Baby Veronica’s father said Tuesday he will end his fight to win custody of his 4-year-old daughter.
The Cherokee child has been at center of a custody battle that went all the way to the U.S. Supreme Court. At stake was the rights of a biological parent and tribal rights under laws meant to guard against the removal of Native American children from their cultural ties.
During an emotionally charged, 10-minute press conference in Tulsa, Dusten Brown and a Cherokee Nation lawyer said all pending legal challenges have been suspended. Brown said he loved his daughter “too much” to keep her in the spotlight of the protracted legal dispute.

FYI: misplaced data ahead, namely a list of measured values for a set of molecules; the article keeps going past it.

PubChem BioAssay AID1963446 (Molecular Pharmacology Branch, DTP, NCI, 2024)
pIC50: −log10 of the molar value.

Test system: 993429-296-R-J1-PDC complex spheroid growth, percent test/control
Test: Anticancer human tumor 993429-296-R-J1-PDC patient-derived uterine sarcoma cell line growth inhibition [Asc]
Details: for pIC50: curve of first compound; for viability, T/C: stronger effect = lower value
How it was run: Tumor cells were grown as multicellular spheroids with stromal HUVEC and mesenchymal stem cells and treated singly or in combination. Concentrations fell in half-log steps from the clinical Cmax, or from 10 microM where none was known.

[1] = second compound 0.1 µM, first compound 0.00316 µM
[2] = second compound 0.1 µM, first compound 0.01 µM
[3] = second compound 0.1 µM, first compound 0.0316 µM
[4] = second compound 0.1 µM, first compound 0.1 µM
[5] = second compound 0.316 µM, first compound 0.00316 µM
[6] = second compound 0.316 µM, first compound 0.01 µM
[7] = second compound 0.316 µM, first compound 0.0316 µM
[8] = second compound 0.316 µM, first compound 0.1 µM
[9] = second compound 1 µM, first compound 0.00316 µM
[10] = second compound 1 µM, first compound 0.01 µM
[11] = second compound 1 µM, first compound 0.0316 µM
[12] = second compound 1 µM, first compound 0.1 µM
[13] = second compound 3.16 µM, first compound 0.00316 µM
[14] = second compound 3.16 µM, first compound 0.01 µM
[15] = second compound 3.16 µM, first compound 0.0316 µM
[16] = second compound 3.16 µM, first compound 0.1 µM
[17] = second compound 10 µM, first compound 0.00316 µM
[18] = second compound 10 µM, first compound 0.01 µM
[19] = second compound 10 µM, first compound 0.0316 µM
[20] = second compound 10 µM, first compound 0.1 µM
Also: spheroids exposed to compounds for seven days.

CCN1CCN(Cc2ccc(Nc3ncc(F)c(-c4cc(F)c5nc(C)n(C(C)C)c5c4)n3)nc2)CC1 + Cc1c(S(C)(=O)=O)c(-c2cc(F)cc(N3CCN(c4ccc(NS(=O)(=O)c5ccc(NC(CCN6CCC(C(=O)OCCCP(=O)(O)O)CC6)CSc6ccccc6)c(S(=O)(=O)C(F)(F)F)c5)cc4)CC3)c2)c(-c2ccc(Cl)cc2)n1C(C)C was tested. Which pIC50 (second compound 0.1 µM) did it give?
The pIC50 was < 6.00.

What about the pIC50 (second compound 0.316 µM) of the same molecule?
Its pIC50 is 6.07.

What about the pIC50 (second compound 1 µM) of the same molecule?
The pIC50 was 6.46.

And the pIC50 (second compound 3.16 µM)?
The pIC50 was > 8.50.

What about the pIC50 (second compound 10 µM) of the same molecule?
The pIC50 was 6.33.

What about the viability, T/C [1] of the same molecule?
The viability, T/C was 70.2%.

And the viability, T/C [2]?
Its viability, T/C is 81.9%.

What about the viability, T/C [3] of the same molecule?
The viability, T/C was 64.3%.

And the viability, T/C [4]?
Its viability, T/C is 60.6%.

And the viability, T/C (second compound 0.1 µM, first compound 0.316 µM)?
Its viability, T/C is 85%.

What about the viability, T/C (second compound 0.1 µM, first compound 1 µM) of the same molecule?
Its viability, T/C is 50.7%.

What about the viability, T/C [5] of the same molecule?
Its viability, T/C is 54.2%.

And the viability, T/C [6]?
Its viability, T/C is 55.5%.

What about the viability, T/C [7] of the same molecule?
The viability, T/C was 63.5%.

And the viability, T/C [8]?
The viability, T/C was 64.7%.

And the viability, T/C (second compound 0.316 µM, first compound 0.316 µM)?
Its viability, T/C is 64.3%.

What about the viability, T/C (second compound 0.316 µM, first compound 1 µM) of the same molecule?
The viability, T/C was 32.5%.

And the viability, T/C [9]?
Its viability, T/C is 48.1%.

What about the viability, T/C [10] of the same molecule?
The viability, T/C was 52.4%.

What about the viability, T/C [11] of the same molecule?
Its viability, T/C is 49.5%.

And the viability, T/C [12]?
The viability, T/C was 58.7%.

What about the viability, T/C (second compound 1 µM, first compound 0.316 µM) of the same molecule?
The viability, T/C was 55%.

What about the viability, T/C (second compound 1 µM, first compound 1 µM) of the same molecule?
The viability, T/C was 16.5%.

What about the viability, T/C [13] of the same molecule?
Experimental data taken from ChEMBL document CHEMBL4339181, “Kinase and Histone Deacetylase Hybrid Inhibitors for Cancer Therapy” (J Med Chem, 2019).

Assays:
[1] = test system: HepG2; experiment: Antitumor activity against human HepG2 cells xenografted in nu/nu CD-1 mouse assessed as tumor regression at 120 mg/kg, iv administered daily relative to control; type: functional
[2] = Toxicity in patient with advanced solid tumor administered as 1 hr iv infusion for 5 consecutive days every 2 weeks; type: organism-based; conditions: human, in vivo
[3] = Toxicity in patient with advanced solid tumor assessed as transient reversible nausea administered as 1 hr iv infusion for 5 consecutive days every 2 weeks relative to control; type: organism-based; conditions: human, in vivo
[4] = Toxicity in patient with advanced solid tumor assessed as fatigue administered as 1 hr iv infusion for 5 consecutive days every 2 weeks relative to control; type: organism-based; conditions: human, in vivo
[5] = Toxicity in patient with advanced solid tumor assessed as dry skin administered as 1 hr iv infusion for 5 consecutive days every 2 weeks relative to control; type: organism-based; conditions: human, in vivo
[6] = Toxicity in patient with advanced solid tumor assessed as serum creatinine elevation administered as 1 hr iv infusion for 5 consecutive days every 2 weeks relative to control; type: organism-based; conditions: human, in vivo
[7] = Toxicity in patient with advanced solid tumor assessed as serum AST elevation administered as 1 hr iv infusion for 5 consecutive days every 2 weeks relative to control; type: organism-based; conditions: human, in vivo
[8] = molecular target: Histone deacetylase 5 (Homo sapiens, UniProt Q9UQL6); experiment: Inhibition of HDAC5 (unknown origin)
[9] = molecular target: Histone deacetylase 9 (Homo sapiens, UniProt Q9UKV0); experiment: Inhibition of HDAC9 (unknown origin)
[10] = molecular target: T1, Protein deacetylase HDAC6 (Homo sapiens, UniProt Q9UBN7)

Cherokee Nation Assistant Attorney General Chrissi Nimmo, who has represented the tribe’s interest in the case also spoke of heartbreak and loss. She said Brown and the tribe have jointly moved to dismiss all pending litigation in all courts.
Both Nimmo and Brown called on the child’s adoptive parents, Matt and Melanie Capobianco, to honor their promise to nurture Veronica’s cultural heritage and grant continued visitation to her father.